On the pages of Amazon, sales gets all the attention. How many books have been written about the sales process, the inner game, the cold call and the close? Sales is portrayed as exciting, sexy even, and well-paid to boot. In comparison, the procurement section of the bookstore is a mixture of dull sourcing textbooks and the usual paperbacks on negotiation tactics.
(If someone knows an exciting read about procurement, please share!)
But don’t ignore the sales gurus just because you are on the buying side of the transaction.
The Funnel Concept – Let’s Borrow From Sales
If the sales process is about taking leads through a funnel to become customers, then much of the same methodology can be applied to taking cost saving ideas through a similar process to become executed and validated savings.
First of all, to improve your procurement savings methodology you need a funnel. Not just a notional funnel in the back of your mind, or a collection of scribbles in a notepad. You need an actual funnel. Excel will do (although software vendors like Orpheus will sell you software to do this). Into this funnel pour all ideas that may lead to savings or other value for your organisation. These are your ‘leads’ in sales parlance.
Successful salespeople are constantly tweaking their funnel to improve two things:
- getting more leads into the funnel; and
- turning more leads into sales
Improving Your Procurement Savings Methodology by Tweaking Your Funnel
There are mountains of books about tactics and strategies to make your funnel a well-oiled selling machine. The recurring theme seems to be measure, measure, measure. My chosen top three measurements for us procurement folks are as follows:
1) Measure how ideas come into your funnel. All you need to do is have a column in your excel sheet that says how you came across the idea. For example:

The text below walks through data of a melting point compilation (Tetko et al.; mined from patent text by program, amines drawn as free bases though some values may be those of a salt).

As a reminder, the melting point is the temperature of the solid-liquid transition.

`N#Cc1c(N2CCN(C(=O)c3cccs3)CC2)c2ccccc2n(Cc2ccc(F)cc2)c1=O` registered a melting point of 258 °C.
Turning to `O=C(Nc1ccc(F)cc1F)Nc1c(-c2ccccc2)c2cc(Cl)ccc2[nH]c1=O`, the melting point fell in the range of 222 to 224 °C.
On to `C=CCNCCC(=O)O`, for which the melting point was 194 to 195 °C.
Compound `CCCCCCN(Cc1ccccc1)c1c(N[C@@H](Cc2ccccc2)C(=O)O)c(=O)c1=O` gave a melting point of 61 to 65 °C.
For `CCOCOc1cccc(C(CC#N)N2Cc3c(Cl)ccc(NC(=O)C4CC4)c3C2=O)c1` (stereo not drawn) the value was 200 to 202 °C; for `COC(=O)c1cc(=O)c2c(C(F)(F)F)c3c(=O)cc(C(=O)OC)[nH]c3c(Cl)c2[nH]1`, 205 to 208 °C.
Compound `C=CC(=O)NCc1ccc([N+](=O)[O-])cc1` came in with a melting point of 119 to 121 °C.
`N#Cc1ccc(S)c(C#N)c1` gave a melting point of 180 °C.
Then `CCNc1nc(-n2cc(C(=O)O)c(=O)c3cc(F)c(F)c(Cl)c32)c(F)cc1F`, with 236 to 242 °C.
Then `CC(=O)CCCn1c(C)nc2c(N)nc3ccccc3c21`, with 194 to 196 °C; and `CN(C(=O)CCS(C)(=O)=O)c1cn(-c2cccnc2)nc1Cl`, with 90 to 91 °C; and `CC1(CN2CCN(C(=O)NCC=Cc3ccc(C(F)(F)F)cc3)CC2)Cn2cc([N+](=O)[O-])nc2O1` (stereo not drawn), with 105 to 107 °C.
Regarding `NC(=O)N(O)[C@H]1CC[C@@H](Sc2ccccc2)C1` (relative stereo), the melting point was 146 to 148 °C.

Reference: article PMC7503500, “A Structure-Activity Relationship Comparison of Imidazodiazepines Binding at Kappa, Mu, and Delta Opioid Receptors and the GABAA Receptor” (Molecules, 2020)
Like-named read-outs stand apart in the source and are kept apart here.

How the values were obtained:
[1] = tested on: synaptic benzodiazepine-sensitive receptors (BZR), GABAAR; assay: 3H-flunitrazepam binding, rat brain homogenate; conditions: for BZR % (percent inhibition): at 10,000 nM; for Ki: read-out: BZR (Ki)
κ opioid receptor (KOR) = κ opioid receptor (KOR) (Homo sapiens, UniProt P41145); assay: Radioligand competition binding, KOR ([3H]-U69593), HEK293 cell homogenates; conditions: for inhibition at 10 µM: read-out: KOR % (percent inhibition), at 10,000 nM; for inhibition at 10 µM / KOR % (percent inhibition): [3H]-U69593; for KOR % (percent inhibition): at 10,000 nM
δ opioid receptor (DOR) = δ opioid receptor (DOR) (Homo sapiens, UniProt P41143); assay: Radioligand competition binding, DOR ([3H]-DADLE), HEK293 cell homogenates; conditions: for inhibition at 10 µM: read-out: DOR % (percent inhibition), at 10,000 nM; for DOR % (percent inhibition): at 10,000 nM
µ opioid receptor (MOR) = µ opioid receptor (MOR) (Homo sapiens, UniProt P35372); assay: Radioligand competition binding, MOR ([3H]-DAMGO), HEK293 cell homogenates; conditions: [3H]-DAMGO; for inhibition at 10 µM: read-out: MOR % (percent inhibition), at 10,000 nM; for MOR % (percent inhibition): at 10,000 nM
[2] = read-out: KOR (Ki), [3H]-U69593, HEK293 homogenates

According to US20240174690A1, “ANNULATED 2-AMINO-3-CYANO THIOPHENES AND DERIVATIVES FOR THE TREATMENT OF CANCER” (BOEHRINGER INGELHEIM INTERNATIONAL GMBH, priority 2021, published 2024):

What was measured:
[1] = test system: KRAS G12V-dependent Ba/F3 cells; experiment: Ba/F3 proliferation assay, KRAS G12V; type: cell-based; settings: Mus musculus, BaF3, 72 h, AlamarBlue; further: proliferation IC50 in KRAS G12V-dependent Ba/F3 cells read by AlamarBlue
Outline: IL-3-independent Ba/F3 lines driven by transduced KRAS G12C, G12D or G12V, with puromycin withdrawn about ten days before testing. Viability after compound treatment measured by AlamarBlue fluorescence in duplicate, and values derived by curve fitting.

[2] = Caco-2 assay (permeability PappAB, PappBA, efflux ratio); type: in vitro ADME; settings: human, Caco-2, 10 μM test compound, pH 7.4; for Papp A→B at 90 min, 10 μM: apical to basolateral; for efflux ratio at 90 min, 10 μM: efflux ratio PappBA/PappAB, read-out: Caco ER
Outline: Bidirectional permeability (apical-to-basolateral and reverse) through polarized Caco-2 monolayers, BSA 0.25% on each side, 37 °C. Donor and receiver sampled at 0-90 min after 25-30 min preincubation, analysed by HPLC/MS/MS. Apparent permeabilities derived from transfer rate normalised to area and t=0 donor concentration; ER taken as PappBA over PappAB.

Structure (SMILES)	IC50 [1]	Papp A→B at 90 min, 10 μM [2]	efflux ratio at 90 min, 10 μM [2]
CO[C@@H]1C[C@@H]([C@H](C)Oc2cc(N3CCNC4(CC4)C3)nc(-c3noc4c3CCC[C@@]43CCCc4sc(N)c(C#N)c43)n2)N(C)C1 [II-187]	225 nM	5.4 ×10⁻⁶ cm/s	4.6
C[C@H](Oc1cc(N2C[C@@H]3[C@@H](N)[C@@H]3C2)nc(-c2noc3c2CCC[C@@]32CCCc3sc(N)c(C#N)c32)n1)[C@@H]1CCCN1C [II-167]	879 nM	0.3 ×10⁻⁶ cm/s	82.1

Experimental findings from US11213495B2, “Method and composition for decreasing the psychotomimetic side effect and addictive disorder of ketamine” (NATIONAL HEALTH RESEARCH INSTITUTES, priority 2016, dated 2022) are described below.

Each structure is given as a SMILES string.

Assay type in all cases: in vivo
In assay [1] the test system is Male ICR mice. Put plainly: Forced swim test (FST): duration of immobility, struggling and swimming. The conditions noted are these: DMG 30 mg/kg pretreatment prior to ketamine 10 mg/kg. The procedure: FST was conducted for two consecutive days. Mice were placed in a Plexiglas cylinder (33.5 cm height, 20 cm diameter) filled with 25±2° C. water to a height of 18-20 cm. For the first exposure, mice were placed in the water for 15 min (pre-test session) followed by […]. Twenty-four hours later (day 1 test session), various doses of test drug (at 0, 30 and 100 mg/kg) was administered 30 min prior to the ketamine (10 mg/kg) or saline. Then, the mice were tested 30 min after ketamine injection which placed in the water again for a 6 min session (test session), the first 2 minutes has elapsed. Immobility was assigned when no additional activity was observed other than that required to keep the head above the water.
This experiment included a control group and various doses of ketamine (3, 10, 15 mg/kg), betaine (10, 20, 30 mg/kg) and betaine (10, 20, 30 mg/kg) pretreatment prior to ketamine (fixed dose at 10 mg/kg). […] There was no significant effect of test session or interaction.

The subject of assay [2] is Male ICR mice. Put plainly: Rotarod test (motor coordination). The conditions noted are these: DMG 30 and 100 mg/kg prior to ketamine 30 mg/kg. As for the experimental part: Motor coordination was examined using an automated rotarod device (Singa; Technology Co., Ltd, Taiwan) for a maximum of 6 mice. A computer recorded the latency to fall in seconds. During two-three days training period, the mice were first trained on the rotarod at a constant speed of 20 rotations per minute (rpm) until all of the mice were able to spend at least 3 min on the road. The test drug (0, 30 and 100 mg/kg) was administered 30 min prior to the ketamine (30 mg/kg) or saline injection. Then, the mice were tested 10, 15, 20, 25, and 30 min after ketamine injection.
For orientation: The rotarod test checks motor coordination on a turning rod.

- supplier interactions
- stakeholder interactions
- spend analysis
- market reports
- conversations with peers
- attending conferences
- hanging out in the SoftwareSpend group on LinkedIn
Then, simply prioritise the activities that lead to more leads.
2) Qualify your leads. Understand how likely and how quickly they may come to fruition, and rate them high, medium and low. Then work like crazy on those rated high. If you find yourself working on the lows, ask yourself if this is really a good use of your time, or whether you might be better finding new ideas to fill your funnel.
3) List the decision makers within your organisation for each lead. Knowing who makes the decisions and who influences those decisions is golden nugget information. Don’t list who the decision maker is on the official org chart; list who actually made the decision. Then, for those individuals who appear regularly, find out what drives them and how they are measured. Surround these individuals with useful, targeted information as often and as regularly as you can. Having the trust of these people will allow you to move leads down your funnel faster and more reliably.
Measuring your funnel in this way means that you are no longer acting on your intuition, you are acting on hard data, constantly tweaking your funnel to improve your software procurement savings methodology.
Image credit: “Jeep Cherokee Salesman” by CALI, Creative Commons, Flickr.com